In the year 1786, ere the echo of the war-whoops had ceased to reverberate, and the congregations worshiped in their garments of skins, Kentucky was emphatically a missionary field; nor had a missionary, or agent, or delegated preacher from any society or organization appeared in any of the settlements. In fact, each church was a missionary organization, each preacher an evangelist. As a consequence, in their Associations they recognized their responsibility to supply with preaching each destitute field; and in their third annual gathering they undertook to supply each destitute church with preaching.

Boone's Creek had been organized a year previous, but had not pastor. Each church in the Associaiton was thus placed under contribution of labor for its supply.

From Clear Creek the first Saturday and Sunday in September. From South Elkhorn the First Saturday and Sunday in October. From Bryant's the first Saturday and Sunday in November. The same of Crossings, Town Fork, and Tate's Creek, thus supplying the church with monthly preaching.

Labor was then, as it frequently is now, not to be obtained for mere compensation. To part with a pastor for a Sabbath, or for a pastor to go to a distance and destitute region, is generally a far greater sacrifice than a contribution from the one, or a missionary speech from the other. The man who supplys [sic] the destitution is the real missionary, and the church that feels bound to contribute even its own minister's labor, is the real missionary body. And such were our early churches and ministers -- thoroughly missionary.

At the session of 1783, the case of the church at "Tennessee line" was taken up "to try to engage ministering brethren to assist them. Brethren James Sutton and John Mason agreed to pay a visit the first of July, and at their return John Sutton and F. Addams will also visit them, and remain with them a like term. A subscription was proposed in the Association to defray the expenses of the above brethren, and the sum of ten poinds six shillings and eight pence was raised." No small sum, most certainly, for that day. Had not these men the spirit of missions?

INDIAN MISSIONS were early the subject of prayer and effort among those who had witnessed their savage cruelties. On a request being made by the church at South Elkhorn to send missionaries to the Indians, it was "agreed to appoint a committee of five members to hear and determine on the call of any of our ministers, &c., and if satisfied therewith, to give them credentials for that purpose -- to sell subscriptions on foot, to receive collections, for the use of our missionary brethren. And it is recommended to the churches to encourage subscriptions for said purposes, and have the money lodged with the deacons till called for by the committee. And Brethren Barrow, Ambrose Dudley, John Price, A. Eastin, and G. Smith appointed said committee."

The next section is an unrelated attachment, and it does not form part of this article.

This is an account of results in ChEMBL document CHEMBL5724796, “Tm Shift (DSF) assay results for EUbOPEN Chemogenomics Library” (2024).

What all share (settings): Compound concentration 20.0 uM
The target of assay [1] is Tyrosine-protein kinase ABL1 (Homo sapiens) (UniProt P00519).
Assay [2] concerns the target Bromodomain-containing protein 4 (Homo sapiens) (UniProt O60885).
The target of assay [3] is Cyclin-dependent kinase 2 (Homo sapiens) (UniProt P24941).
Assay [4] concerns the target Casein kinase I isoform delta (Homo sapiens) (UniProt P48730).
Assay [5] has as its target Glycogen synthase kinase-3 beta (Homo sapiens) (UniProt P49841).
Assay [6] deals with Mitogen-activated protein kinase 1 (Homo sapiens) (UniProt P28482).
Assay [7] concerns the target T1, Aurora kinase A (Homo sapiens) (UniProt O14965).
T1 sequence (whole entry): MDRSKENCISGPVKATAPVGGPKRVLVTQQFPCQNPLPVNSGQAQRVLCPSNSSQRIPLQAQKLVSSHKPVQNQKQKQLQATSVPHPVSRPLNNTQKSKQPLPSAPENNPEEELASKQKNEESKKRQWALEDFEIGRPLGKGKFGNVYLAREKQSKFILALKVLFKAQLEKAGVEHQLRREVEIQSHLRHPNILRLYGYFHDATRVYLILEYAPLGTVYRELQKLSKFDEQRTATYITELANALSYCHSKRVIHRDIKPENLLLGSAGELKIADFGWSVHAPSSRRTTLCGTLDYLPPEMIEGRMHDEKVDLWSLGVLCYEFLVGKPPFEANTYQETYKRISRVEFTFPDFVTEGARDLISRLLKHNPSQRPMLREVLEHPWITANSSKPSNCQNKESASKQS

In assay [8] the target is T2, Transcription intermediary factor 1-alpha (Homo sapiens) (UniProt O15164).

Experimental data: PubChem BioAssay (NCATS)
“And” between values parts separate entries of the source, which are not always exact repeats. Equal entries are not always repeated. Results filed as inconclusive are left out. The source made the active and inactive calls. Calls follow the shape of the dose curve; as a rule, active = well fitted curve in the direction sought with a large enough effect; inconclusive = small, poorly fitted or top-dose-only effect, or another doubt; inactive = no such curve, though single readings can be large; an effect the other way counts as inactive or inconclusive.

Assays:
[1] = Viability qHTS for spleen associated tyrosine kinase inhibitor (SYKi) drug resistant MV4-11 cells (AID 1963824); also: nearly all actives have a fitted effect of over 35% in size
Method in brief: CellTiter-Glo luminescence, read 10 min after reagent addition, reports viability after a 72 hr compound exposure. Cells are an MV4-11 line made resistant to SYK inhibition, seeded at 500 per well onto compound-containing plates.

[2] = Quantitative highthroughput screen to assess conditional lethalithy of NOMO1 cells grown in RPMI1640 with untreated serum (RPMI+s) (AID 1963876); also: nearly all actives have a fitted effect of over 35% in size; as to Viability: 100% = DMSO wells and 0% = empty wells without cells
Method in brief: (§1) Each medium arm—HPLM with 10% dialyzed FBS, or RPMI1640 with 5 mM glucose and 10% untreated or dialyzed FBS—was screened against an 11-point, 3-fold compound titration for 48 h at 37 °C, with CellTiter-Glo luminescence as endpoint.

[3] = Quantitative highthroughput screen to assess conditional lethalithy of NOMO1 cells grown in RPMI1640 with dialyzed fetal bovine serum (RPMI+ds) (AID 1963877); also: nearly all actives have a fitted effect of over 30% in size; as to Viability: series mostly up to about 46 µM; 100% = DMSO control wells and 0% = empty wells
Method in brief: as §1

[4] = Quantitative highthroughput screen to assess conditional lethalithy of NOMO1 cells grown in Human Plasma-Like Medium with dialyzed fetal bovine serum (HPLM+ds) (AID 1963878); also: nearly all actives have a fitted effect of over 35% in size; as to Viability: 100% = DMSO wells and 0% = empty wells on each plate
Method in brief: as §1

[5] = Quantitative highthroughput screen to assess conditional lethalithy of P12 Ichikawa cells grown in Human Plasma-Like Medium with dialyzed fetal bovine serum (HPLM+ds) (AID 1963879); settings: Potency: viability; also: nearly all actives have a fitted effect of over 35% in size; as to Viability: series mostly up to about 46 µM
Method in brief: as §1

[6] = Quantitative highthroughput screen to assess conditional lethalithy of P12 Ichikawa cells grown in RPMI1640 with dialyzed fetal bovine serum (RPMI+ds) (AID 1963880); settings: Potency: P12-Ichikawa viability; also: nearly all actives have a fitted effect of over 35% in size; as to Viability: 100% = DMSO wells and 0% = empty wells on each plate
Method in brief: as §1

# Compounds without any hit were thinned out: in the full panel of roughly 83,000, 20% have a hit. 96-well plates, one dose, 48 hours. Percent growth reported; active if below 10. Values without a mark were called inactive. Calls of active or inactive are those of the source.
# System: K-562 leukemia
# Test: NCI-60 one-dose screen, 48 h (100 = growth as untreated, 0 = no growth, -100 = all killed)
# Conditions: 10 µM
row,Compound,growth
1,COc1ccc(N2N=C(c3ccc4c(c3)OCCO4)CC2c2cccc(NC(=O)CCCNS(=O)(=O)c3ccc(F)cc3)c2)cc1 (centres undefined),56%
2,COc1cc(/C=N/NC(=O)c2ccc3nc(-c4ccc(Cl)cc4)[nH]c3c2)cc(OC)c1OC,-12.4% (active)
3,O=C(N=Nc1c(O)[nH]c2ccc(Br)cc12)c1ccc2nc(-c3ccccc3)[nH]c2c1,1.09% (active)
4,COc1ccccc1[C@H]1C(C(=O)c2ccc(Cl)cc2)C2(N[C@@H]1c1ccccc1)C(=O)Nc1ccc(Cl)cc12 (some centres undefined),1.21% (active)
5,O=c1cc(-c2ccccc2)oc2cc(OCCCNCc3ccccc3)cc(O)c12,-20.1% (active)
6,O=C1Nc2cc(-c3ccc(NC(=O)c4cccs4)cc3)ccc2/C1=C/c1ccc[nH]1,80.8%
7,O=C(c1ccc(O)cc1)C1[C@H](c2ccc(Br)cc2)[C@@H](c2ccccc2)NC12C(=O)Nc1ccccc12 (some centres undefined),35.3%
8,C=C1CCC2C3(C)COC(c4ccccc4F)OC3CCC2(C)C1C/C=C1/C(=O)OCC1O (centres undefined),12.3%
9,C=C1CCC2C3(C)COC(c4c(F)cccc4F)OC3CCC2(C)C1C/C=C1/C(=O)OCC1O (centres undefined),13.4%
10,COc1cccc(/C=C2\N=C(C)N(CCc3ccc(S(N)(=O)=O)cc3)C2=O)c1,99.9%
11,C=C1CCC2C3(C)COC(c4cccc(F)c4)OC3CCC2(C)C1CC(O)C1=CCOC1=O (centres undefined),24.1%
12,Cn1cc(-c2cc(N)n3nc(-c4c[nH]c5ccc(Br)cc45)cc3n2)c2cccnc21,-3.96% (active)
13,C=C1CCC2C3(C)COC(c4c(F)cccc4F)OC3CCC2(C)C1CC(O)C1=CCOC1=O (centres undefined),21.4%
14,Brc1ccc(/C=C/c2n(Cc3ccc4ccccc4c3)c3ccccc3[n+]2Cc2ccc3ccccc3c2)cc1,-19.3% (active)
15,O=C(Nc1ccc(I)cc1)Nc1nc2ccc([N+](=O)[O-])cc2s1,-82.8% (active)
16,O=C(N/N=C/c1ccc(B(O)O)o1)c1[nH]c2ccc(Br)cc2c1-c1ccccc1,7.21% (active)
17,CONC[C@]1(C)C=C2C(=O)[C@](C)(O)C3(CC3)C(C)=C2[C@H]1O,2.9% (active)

Thus was the Elkhorn Association the first missionary body west of the mountains

Provision for Aged Preachers
Among us it is painful, if not a discreditable fact, that those who have born the heat of the day, and bowed beneath the weight of years and infirmities have retired from the harvest fields, are often left to linger in loneliness, and sometimes in want. A poor old minister of Jesus Christ, who has spent his best days and life-labor in the service of the denomination, who has never stopped in his course to gather up the wealth of this world, as the evening of life flings its shadows over him, to find himself neglected, penniless. Sad sight, indeed!

At the Elkhorn Association of 1801, a committee was appointed to solicit from each church contributions for "our aged brethren, John Gano, David Thomas 'the old blind preacher,' and John Sutton, as an indication of our love and care of them in their old age," &c.

Query from South Elkhorn:
"What constitutes Baptism valid?
"And. The administrator ought to have been baptized himself by immersion, called to preach, and ordained as the Scriptures direct, and that the candidate make a profession of his faith, and be immersed in the name of the Trinity."

This subject was again introduced in 1822, when it was decided "that it is not regular to receive persons baptized by an administrator not regularly ordained."

These queries and resolutions give us an insight to the spirit and usages of this venerable body. It commenced in feebleness in the wilderness; it had now, in the space of sixteen years, increased to a strong, efficient, and influential body. But though it suffered but little from the extravagances of the "great revival," it was not entirely to escape trouble. Barton W. Stone had progressed from formal Presbyterianism to the wildest fanaticism. He had now coolly settled down into a rational semi-Arianism, denying the deity of Christ, and the atonement. Several Baptists were found treading the same path. Prominent among them were Ausustus Easten, pastor of Cooper's Run Church, Bourbon County, and James Garrard, then Governor of Kentucky.

To meet as soon as possible the difficulty, an extra session of the Association was called at Great Crossings the third Saturday in August, 1803. A committee was appointed to visit the three churches infected with Arianism -- Cooper's, Flat Lick and Indian Lick. At the next Association, "It was resolved, that the Cooper's Run be dropt from the union of this Association for denying the doctrine of the Trinity, and that Jesus Christ is truly God." The majorities of the other two churches adhered to the principles held by the Association.